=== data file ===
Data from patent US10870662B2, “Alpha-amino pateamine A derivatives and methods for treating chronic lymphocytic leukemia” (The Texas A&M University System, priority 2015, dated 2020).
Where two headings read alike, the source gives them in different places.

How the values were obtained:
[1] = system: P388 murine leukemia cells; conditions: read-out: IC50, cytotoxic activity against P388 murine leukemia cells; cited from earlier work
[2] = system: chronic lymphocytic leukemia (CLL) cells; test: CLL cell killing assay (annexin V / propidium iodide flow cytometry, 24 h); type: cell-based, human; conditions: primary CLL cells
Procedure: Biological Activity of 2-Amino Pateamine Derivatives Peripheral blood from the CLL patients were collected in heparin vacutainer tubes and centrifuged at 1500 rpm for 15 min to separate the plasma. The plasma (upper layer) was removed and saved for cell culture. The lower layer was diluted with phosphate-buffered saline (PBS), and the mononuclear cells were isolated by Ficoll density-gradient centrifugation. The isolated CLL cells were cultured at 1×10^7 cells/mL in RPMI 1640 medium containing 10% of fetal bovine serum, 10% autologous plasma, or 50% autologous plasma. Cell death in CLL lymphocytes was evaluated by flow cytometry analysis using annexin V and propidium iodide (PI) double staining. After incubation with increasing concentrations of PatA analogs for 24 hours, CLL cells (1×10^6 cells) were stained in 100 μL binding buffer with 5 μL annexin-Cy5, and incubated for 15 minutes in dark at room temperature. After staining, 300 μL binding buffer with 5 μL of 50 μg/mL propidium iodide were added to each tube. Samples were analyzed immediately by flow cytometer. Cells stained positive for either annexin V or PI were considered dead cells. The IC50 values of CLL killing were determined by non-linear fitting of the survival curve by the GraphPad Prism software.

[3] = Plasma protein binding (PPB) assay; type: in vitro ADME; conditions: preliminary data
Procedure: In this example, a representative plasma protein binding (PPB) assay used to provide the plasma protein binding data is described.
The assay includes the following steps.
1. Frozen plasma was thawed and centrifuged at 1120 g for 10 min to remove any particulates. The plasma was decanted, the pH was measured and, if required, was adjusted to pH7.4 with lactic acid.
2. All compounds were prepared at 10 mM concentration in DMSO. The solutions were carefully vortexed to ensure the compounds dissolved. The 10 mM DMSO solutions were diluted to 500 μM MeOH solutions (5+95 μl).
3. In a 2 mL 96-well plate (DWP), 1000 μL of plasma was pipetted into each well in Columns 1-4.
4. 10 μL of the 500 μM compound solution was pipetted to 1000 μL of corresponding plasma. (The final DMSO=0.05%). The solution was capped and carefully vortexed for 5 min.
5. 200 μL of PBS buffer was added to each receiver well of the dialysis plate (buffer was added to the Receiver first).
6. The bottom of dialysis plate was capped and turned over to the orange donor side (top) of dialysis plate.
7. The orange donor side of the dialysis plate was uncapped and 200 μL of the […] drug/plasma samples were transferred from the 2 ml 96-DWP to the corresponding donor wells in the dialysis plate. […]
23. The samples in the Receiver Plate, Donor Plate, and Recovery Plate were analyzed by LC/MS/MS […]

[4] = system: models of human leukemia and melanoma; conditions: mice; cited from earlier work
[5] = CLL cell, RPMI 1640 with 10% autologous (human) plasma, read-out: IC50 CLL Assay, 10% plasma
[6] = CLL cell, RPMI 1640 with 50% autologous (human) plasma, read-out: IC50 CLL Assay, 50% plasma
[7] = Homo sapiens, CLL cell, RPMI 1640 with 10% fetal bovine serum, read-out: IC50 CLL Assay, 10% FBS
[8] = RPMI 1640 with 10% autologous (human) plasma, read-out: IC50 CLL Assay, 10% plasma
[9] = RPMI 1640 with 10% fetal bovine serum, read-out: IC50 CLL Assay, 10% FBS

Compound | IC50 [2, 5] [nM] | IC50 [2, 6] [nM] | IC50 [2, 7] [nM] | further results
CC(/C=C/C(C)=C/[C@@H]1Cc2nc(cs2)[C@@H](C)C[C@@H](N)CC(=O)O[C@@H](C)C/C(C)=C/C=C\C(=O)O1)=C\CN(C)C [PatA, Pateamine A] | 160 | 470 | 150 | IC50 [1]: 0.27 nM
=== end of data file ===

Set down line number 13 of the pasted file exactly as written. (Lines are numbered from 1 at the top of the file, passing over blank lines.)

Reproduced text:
4. 10 μL of the 500 μM compound solution was pipetted to 1000 μL of corresponding plasma. (The final DMSO=0.05%). The solution was capped and carefully vortexed for 5 min.